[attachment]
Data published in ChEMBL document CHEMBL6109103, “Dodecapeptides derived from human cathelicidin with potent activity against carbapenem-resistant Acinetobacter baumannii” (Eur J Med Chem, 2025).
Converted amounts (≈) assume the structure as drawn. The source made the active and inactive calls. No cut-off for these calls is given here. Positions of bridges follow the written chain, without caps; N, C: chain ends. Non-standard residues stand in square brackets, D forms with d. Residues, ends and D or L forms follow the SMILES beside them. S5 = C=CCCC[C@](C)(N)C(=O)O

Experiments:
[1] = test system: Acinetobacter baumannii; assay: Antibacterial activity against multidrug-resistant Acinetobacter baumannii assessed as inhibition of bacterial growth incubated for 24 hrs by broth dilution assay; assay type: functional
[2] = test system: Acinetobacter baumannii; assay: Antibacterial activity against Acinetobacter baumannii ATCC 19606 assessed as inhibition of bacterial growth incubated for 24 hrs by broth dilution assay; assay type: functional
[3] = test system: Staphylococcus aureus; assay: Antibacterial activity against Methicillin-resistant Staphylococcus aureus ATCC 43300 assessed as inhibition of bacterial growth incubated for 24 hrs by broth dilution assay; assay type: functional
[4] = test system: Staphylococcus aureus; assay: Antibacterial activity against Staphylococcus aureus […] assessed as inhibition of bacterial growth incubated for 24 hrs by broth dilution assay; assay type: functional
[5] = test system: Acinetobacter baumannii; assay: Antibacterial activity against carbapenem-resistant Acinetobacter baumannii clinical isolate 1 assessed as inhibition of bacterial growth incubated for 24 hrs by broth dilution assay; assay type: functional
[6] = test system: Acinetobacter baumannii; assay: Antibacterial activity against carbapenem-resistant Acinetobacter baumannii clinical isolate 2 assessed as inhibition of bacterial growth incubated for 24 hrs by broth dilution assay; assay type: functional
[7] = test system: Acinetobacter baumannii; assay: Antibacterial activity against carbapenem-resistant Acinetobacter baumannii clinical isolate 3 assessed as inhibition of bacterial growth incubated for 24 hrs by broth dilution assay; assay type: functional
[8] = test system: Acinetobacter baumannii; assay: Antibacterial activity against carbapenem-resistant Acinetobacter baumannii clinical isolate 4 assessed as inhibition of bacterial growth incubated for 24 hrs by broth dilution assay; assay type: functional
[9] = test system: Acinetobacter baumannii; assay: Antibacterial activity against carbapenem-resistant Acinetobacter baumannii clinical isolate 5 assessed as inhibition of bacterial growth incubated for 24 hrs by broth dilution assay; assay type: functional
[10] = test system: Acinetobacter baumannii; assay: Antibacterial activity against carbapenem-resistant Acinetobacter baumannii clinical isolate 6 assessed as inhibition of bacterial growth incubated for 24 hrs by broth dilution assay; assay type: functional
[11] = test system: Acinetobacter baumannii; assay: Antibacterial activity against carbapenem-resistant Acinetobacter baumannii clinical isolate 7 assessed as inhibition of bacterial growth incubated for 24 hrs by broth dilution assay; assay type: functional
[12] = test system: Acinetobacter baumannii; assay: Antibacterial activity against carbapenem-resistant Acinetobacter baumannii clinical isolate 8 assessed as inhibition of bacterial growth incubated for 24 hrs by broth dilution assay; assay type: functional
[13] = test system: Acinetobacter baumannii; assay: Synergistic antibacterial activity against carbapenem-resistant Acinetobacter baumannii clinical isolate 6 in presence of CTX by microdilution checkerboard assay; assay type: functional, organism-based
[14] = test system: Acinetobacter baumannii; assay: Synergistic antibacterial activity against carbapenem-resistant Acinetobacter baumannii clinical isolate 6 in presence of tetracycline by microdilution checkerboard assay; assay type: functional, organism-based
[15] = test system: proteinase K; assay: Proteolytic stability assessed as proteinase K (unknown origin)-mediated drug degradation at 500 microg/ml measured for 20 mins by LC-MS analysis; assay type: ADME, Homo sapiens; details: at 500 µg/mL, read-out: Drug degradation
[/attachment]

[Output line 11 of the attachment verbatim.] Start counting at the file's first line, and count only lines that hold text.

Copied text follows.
[8] = test system: Acinetobacter baumannii; assay: Antibacterial activity against carbapenem-resistant Acinetobacter baumannii clinical isolate 4 assessed as inhibition of bacterial growth incubated for 24 hrs by broth dilution assay; assay type: functional